1. Trump is post-factual

Facts do not matter to Trump. If caught in a lie or an inconsistency he doubles down and never apologizes. He does not offer examples of how he will concretely pursue his goals. He plays on fears, prejudices and irrational thoughts to emotionally stir up his crowd which has included physically assaulting those who protest, encouraging shouts of slurs toward his opponents, and dangerously misrepresenting the actions and positions of those who run against him. If we cannot debate Trump’s policies with facts and if those who support Trump reject all facts as liberal bias, if history, science, and political theory are all thrown out as useless how does Trump build anything of use and how do we as a people have any say in how it is constructed? How do we have constructive debate to find ways to truly better this country if we can’t agree to acknowledge reality?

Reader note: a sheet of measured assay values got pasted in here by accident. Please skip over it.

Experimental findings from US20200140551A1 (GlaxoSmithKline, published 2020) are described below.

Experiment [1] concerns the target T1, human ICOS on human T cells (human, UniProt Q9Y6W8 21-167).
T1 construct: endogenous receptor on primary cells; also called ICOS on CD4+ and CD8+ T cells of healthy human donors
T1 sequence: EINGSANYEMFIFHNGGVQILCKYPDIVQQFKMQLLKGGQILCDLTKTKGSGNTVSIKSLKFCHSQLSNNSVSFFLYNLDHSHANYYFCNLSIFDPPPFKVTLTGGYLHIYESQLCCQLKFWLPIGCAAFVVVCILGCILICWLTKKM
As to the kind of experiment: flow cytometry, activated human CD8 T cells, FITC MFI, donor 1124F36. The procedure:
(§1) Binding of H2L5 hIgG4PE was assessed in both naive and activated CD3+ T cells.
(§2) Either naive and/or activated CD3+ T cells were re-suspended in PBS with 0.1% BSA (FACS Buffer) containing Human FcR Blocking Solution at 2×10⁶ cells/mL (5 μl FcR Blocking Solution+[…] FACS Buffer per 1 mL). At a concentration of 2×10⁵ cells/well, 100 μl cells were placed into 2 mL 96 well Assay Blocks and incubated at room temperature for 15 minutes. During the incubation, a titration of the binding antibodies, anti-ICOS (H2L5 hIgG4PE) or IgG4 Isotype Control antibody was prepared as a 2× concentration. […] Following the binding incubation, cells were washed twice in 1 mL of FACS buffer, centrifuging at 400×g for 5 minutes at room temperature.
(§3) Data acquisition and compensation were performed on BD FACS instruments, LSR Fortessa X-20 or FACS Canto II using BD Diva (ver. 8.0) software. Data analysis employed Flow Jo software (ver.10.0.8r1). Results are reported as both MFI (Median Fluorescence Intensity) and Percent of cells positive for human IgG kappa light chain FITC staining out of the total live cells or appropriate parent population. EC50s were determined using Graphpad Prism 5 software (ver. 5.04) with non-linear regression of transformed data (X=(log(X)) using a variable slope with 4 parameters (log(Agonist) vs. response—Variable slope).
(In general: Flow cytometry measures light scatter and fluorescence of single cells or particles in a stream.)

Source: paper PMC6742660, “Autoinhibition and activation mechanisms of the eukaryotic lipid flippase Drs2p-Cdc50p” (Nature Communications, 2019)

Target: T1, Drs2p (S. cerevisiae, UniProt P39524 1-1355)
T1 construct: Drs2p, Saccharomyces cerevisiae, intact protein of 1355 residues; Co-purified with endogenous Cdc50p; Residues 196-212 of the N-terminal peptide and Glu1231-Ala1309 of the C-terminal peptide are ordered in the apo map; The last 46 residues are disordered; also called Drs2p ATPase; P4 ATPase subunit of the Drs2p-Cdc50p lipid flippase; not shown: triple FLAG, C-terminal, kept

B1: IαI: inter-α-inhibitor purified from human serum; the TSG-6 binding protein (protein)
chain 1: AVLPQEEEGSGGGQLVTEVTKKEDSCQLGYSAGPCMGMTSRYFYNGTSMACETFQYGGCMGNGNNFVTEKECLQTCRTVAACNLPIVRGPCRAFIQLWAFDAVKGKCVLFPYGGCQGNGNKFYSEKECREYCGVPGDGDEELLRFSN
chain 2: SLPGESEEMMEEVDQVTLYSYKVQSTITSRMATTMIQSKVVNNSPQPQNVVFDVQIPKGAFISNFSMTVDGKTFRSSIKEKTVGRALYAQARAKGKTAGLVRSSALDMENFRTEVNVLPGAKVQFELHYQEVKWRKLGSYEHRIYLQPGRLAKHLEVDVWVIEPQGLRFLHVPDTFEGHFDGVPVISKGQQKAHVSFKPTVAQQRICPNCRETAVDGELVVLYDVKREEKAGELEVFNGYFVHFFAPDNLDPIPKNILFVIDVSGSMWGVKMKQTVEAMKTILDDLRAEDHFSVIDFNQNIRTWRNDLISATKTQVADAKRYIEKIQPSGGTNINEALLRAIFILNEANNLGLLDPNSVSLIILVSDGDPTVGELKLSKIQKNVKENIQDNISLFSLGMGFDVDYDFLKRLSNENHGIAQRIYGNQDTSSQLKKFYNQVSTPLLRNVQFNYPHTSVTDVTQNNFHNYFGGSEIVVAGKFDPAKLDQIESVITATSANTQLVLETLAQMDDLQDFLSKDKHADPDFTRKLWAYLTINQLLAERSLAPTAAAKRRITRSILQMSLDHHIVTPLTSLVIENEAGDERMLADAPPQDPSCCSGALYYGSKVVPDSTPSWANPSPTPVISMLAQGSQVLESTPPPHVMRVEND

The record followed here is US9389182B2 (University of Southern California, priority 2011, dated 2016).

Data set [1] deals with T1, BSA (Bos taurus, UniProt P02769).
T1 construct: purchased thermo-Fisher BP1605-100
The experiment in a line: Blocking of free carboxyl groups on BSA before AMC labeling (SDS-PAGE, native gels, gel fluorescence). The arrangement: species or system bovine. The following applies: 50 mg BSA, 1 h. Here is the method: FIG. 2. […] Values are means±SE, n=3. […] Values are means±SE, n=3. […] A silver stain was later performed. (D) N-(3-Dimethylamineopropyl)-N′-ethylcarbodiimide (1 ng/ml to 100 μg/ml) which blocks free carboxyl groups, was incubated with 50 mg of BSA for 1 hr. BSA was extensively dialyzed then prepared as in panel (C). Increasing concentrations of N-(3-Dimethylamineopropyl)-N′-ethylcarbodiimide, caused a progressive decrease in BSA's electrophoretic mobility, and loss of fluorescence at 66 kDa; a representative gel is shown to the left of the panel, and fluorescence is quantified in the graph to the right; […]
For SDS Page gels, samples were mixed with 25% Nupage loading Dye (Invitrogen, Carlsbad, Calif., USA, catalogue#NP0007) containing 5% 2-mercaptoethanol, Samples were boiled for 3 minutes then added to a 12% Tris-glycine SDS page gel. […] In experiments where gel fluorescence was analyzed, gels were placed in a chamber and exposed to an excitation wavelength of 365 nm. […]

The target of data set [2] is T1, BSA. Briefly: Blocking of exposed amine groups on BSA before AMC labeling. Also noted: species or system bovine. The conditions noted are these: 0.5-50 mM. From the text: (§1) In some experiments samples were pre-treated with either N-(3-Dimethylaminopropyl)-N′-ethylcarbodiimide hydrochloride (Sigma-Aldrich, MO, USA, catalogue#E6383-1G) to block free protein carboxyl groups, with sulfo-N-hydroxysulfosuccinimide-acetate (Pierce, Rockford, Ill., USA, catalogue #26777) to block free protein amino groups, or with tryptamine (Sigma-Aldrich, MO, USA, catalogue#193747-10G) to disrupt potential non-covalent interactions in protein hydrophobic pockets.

….and here’s where I lose some of you (if I haven’t already) with what you no doubt will call hyperbole. This is the crux of my argument and the reason I find it difficult to compare this campaign to any previous campaign I’ve lived through. Too many have cried wolf over the years to make the comparison seem anything but overblown no matter who we’re talking about but unfortunately Trump is that candidate that comes around so rarely that this comparison (scarily) may very well be apt—when Hitler began his rise to power it was just “politics” too. He scapegoated the Jews, stoked economic fears that the Jews were stealing the jobs of good Germans and controlled the economy, labeled the “others” as threats to national security and he proudly proclaimed he would make Germany live up to its glorious past again. In hindsight it’s easy to condemn those that allowed Hitler to happen in the face of genocide and removed by time. But it was average, everyday people, those who supported Hitler AND those who simply refused to actively oppose him that allowed him to rise to power. Trump talks of building a wall, of deporting Mexicans who are mostly “rapists and criminals”, of profiling and barring Muslims from entry into the country, of closing our borders to suffering refugees, of using torture to enforce American military goals. Trump is not an acceptable candidate. His policies are past the pale, they cross the line from an area where we can civilly discuss political issues into an area that is scary, violent, false and damaging. How am I to be quiet of this if I am to live up to what I know is right? I may no longer be a religious person but my lifelong study of it and its heroes has instilled in me a desire to see peace and justice reign. If I don’t speak truth as I see it and invite others into conversation to clarify the danger as I see it then how will I decry the misery Trump inflicts if he becomes President? Is vocally opposing him now prophetic in the truest sense of the word or is it hyperbolic?